Newspaper article The Canadian Press

Canada's Pre-Emptive Warning on US Tariff Talk: Don't Tax Us, or We'll Tax You

Newspaper article The Canadian Press

Canada's Pre-Emptive Warning on US Tariff Talk: Don't Tax Us, or We'll Tax You

Article excerpt

Canada issues warning on U.S. tax idea

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WASHINGTON - The Canadian government is launching a pre-emptive warning for American policy-makers considering a tax on cross-border trade: If you hit us, prepare to be hit back.

As she concluded a two-day trip to Washington, Foreign Affairs Minister Chrystia Freeland said Wednesday that she told U.S. politicians that Canada would strongly oppose new tariffs -- and would respond in kind.

That early warning comes as Congress begins a debate on a once-in-a-generation reform of corporate taxes, following a series of stalled efforts over the years under successive legislatures and administrations.

Freeland said Canada doesn't intend to provide running commentary on this debate. But she used her trip to register, for the record, Canada's feelings about one idea being floated. She told lawmakers that if the final legislation includes a tariff-like penalty on Canadian imports, Canada would retaliate.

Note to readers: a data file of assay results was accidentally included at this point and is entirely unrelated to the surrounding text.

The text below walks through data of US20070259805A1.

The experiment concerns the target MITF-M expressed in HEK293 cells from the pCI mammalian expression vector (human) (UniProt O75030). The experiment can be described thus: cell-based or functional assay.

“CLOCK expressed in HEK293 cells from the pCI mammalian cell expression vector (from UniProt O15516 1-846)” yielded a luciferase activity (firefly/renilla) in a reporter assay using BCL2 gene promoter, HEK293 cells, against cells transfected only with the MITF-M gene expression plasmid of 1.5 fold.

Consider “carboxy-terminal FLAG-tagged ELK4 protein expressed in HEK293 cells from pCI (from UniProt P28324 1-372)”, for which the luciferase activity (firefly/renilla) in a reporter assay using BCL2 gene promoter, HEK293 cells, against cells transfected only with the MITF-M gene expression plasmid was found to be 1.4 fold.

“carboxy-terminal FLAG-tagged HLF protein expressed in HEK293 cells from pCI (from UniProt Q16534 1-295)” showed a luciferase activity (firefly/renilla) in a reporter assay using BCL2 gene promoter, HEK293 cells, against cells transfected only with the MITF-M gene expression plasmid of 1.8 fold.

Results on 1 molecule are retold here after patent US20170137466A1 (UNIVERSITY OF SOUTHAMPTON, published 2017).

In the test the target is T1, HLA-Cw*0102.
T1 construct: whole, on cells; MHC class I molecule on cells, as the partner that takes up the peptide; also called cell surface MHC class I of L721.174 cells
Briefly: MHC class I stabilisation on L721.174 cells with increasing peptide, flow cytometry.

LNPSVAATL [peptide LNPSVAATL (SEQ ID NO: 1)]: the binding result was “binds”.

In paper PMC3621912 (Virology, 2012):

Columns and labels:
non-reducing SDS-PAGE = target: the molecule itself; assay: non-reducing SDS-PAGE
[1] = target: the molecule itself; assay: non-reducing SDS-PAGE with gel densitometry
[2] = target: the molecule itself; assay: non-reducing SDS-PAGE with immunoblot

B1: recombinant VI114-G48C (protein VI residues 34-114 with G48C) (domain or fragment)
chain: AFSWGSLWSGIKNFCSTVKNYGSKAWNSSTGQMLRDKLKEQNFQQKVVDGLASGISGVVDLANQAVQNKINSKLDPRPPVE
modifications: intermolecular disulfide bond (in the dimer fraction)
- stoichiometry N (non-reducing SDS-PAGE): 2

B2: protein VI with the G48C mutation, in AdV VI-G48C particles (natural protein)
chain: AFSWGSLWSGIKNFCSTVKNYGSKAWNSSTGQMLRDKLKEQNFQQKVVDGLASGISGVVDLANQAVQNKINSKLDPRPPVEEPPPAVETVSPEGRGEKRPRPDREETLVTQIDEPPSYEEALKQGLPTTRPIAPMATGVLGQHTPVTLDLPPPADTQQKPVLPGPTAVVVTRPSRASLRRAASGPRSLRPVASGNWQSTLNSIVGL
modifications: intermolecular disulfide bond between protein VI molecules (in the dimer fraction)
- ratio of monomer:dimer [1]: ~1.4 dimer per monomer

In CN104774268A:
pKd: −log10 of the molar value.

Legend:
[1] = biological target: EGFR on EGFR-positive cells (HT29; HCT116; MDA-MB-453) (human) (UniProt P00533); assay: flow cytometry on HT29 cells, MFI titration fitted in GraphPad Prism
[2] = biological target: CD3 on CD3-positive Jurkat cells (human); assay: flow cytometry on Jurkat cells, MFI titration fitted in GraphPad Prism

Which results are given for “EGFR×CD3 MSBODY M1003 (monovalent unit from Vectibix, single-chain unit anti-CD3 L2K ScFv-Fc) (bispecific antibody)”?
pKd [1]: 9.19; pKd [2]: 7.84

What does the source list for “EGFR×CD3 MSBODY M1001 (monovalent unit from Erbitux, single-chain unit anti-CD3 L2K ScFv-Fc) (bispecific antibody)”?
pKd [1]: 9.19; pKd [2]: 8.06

''I did make clear that we would be strongly opposed to any imposition of new tariffs between Canada and the United States,'' Freeland told reporters.

''That we felt tariffs on exports would be mutually harmful. That if such an idea were ever to come into being, Canada would respond appropriately.''

The good news: it's still hypothetical.

Numerous other tax-reform plans have stalled in Congress over the years and this conversation has barely begun. There are different ideas being bounced around Congress and even the White House is sending contradictory signals.

President Donald Trump has suggested he dislikes the idea of a broad border adjustment on foreign companies and favours narrow tariffs on certain imports -- but then he has also made more favourable comments about the adjustment idea.

Freeland said she leaves Washington sensing the plan is far from settled.

''The conversation ... is very much just at a beginning,'' she said. ''How it might work, and what it might include, and whether tariffs might be a part of it, is very much all under discussion. ...

''All very, very preliminary. ... So we do not know what the position of the United States might be.''

Freeland's main takeaway from two days of meetings was actually quite encouraging. …

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